I am far too much of a newbie to be able to look at the new OS coming from both Apple and Microsoft to be of any help technically. But I do believe I can see potential and I have to like what I see from both. Apple will deliver OSX 10.4 also known as Tiger some time in 2005. I find it rather comical that many people have downloaded the Preview Release(PR) given to the developers who attended the World Wide Developers Conference June 28th of this year and can't make any sense of it. That's because the PR contains only the necessary functions for "developers" to test the new API and plan their development strategies. If you download Tiger and expect to see a bunch of new life changing features you will sorely be disappointed. Looking deeper at Tiger we see that Apple has remained true to its core competency, which is graphics. Of particular note Core Image and Core Video API allow for image and video processing to happen on the local GPU graphics card at real time speeds. These same effects today would sap precious CPU computing power so this benefits users in 2 ways. It pushes this processing to the GPU, which is much faster than the CPU at processing these effects and at the same time frees up the CPU to focus on other areas.
This is very similar to the speed boost computer gaming received when games were able to utililize the newest graphics card that contained Transform & Lighting on the card itself rather than burden the CPU with this task. Games instantly became faster and quality improved greatly. Look for Core Image and Video to do the same. I've seen Apple's new Motion apps aimed at adding motion graphics to video. It's an amazing app. Rather than make adjustments and view the effect in a small preview window, in Motion your application window "is" the preview window and you simply work in real time or close to it as you build your project. Productivity should skyrocket anytime you can do complex or creative tasks in real time. I predict in 2 years the shift to real time processing will be so swift and complete that we all will quickly forget the "old days" when even iMovie had to render transitions. That's a good thing.
Spotlight is another great technology that on the surface looks rather pedestrian.Some Mac users today don't understand what's so special about Spotlight when we've been indexing in Mac OS for years. Rather than give you a diatribe I'll point you to the excellent John Gruber article that explains the wonder that is Spotlight. Searching is a learned behavior, I frequently have heard people say they wouldn't use Spotlight. This is because people have been told for years that searching was going to improve and quite frankly is has not. The Internet makes robust search tools paramount today. I'm not talking about Google but rather the ability to download insane amounts of data to your hard drive. 5 years ago broadband didn't have the penetration it does today. Places like Korea and Japan have insane broadband penetration and speeds( up to 20Mbps dl). Clearly the robustness of local search tools is important as hard drives store more data. Lacie just announced a 1.6 Terabyte Big Disk Extreme yes someone will fill this drive up and woe to he/she who has poor organizational skills. Spotlight and its metadata search methods coupled with google's popularity will change the way the average person retrieves information from their computer. This is much welcomed.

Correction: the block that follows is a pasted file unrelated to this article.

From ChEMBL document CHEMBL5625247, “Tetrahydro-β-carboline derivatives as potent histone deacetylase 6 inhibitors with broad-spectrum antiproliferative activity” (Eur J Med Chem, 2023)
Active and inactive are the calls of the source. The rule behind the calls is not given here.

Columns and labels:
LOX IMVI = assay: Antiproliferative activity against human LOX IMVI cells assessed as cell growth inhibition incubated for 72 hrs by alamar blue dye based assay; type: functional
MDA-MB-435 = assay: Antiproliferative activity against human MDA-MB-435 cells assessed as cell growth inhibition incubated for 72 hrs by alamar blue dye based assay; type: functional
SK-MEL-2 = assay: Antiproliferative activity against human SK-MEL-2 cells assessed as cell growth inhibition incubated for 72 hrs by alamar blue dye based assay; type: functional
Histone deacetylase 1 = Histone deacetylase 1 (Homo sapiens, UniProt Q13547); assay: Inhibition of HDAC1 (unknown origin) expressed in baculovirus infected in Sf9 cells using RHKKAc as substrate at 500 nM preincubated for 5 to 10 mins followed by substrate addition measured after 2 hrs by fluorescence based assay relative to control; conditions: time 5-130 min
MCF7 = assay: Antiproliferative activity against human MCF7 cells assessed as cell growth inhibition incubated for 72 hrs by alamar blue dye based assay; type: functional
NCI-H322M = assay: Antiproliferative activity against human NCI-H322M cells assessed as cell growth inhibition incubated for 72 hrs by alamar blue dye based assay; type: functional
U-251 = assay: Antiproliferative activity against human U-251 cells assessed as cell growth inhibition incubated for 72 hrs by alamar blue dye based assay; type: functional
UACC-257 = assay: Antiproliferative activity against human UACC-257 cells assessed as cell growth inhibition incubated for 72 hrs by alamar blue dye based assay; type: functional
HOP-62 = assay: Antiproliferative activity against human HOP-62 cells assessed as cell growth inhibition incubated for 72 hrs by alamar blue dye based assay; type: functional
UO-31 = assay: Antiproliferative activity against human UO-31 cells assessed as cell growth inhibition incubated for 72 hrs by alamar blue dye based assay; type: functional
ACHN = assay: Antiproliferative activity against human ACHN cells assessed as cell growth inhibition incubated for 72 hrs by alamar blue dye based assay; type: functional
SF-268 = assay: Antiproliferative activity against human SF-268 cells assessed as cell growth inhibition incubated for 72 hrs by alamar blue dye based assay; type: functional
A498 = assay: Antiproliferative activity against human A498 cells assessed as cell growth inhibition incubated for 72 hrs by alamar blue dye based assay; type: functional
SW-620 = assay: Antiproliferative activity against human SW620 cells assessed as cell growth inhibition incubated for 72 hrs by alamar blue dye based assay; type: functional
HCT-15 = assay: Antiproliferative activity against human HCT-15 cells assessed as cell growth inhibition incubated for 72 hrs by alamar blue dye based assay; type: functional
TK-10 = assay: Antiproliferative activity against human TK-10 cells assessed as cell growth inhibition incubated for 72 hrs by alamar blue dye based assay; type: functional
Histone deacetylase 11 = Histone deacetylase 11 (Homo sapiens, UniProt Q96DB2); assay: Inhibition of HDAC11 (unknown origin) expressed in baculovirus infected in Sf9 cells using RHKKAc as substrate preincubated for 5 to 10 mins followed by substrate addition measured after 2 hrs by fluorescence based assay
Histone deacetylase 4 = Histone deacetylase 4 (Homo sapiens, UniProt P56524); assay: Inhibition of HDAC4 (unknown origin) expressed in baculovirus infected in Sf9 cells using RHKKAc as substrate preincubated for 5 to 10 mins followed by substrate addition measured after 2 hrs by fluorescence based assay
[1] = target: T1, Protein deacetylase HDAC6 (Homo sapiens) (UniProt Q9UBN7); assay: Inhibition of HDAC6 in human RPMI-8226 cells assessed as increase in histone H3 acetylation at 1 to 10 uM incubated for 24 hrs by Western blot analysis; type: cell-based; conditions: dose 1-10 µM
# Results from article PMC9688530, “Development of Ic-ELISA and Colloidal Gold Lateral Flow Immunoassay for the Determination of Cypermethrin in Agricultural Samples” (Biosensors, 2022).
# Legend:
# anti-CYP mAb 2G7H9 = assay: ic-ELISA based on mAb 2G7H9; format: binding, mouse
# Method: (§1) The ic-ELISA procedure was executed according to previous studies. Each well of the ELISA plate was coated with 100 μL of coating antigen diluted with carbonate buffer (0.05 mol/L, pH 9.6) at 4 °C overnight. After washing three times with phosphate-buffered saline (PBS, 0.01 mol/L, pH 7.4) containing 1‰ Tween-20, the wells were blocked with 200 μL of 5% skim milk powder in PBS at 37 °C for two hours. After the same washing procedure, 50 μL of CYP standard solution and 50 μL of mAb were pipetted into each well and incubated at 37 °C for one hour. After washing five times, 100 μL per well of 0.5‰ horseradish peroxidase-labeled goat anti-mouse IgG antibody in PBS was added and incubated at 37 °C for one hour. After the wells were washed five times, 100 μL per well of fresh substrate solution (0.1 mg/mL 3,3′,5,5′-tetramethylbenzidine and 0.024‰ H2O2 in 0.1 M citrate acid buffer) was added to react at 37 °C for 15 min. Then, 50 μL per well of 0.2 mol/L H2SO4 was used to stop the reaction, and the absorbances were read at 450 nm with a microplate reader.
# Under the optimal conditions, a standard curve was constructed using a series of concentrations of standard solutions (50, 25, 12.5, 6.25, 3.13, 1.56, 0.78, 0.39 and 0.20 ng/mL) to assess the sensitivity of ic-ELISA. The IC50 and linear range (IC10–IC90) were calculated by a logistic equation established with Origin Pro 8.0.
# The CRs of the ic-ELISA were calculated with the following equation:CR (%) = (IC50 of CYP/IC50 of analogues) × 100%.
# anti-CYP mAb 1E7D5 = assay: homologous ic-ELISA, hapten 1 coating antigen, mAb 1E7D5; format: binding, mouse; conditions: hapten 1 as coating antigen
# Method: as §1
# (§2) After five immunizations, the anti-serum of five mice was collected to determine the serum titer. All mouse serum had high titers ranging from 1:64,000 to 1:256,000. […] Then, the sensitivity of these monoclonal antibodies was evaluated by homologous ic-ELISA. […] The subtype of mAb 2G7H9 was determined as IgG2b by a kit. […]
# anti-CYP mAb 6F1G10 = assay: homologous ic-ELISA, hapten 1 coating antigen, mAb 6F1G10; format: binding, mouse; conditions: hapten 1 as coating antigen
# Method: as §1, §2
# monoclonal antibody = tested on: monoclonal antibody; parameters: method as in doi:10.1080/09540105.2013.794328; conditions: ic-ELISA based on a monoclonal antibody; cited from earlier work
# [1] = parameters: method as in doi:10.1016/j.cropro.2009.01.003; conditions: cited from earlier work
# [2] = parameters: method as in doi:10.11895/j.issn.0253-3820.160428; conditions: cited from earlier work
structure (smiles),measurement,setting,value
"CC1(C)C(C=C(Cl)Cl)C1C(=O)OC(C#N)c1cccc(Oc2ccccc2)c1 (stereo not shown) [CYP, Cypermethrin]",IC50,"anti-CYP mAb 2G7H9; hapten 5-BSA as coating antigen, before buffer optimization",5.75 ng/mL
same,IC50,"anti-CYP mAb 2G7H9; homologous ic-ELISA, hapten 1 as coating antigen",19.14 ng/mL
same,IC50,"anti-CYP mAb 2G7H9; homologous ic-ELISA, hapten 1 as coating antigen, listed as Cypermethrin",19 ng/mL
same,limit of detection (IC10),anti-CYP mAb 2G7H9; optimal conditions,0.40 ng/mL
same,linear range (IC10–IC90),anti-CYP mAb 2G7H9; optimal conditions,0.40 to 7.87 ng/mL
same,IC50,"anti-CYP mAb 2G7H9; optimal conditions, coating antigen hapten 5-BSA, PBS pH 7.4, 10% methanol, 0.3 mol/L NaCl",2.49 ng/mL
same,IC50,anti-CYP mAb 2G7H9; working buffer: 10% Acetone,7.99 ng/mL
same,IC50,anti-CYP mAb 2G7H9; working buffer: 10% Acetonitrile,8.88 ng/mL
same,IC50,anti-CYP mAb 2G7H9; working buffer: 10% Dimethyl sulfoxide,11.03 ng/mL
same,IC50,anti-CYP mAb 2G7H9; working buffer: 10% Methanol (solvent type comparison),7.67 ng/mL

Longhorn- As a Mac fan I'm supposed to hate Microsoft even though their campus is literally 20 minutes from my front door. To be honest I have two homebuilt PCs and two older Macs. Windows XP is quite honestly not a bad OS. It's rather bland in many areas but it is far more stable than the junk we called Win98 and more flexible than Win 2000 (IMO of course. I run both). I have never been overly impressed with any Windows OS but that might change. Although they are only "concept" video I am impressed with the scope of Longhorn. Watching these Longhorn Videos was an eye opener. Microsoft's strategy seems to be clearer today than the first initial hype of .net. Their "4 Pillars" foundation of Longhorn seems to be well thought out and extensible as well as technically impressive in many areas (WinFS, Indigo). Where Apple has flexed its muscles in graphics in Tiger, Microsoft seems to be flexing their muscles within the context of business tools and workflow. Both OS seem to be moving away from a developer paradigm where every app was beholden mainly to itself, to a new model where apps share data and link seamlessly between each other guided by the OS framework. This ideology should really positively impact how consumers utilize the OS. While as a developer it should allow applications to focus more on their own respective specialties rather than duplicate core functionality that now reside in the OS.
Admittedly I'm just taking my first new "baby steps" in learning development and OS architecture. I'm sure I'll know far more in 2 years but for now I'm extremely positive about the direction of computing in general. Thanks for reading. HM